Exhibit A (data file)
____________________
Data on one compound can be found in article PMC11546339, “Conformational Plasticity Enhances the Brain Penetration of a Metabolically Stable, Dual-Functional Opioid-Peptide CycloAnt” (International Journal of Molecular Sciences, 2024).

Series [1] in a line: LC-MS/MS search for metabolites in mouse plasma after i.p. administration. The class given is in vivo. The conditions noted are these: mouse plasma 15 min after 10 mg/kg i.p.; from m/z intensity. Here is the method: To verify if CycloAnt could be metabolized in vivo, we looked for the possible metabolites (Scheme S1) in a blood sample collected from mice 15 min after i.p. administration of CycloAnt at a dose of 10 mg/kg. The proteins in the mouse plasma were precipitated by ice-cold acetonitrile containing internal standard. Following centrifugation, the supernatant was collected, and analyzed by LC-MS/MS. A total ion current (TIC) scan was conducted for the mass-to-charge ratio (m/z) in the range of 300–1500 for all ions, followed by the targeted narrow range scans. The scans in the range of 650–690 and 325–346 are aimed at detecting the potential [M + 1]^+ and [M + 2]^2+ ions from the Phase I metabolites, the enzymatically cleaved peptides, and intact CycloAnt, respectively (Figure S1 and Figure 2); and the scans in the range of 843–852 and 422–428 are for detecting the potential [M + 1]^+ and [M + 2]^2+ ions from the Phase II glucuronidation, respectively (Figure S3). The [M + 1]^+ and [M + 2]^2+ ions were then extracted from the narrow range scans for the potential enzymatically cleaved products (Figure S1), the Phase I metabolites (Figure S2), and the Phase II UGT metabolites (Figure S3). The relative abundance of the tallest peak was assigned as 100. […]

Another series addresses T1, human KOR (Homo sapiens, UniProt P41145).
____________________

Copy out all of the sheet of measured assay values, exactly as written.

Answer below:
Data on one compound can be found in article PMC11546339, “Conformational Plasticity Enhances the Brain Penetration of a Metabolically Stable, Dual-Functional Opioid-Peptide CycloAnt” (International Journal of Molecular Sciences, 2024).

Series [1] in a line: LC-MS/MS search for metabolites in mouse plasma after i.p. administration. The class given is in vivo. The conditions noted are these: mouse plasma 15 min after 10 mg/kg i.p.; from m/z intensity. Here is the method: To verify if CycloAnt could be metabolized in vivo, we looked for the possible metabolites (Scheme S1) in a blood sample collected from mice 15 min after i.p. administration of CycloAnt at a dose of 10 mg/kg. The proteins in the mouse plasma were precipitated by ice-cold acetonitrile containing internal standard. Following centrifugation, the supernatant was collected, and analyzed by LC-MS/MS. A total ion current (TIC) scan was conducted for the mass-to-charge ratio (m/z) in the range of 300–1500 for all ions, followed by the targeted narrow range scans. The scans in the range of 650–690 and 325–346 are aimed at detecting the potential [M + 1]^+ and [M + 2]^2+ ions from the Phase I metabolites, the enzymatically cleaved peptides, and intact CycloAnt, respectively (Figure S1 and Figure 2); and the scans in the range of 843–852 and 422–428 are for detecting the potential [M + 1]^+ and [M + 2]^2+ ions from the Phase II glucuronidation, respectively (Figure S3). The [M + 1]^+ and [M + 2]^2+ ions were then extracted from the narrow range scans for the potential enzymatically cleaved products (Figure S1), the Phase I metabolites (Figure S2), and the Phase II UGT metabolites (Figure S3). The relative abundance of the tallest peak was assigned as 100. […]

Another series addresses T1, human KOR (Homo sapiens, UniProt P41145).